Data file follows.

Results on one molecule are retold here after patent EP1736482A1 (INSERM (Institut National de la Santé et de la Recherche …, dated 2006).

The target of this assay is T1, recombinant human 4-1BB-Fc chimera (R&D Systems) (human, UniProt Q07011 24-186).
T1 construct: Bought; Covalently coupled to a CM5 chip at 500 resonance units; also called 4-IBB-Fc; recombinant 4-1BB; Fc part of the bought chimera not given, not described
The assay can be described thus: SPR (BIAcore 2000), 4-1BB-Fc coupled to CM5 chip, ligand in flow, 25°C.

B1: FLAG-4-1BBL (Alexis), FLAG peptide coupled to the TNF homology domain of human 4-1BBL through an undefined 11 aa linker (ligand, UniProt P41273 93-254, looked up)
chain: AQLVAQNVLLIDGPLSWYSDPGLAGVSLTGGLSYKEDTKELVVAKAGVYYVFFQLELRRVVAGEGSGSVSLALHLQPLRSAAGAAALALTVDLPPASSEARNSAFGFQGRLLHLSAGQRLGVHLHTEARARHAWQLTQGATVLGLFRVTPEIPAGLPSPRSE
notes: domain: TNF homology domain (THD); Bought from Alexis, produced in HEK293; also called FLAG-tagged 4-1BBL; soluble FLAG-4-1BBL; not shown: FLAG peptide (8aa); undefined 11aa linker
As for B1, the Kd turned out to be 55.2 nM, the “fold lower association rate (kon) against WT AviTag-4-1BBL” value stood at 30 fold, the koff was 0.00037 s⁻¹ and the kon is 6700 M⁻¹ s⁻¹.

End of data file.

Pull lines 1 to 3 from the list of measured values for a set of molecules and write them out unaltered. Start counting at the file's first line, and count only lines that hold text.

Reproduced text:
Results on one molecule are retold here after patent EP1736482A1 (INSERM (Institut National de la Santé et de la Recherche …, dated 2006).

The target of this assay is T1, recombinant human 4-1BB-Fc chimera (R&D Systems) (human, UniProt Q07011 24-186).
T1 construct: Bought; Covalently coupled to a CM5 chip at 500 resonance units; also called 4-IBB-Fc; recombinant 4-1BB; Fc part of the bought chimera not given, not described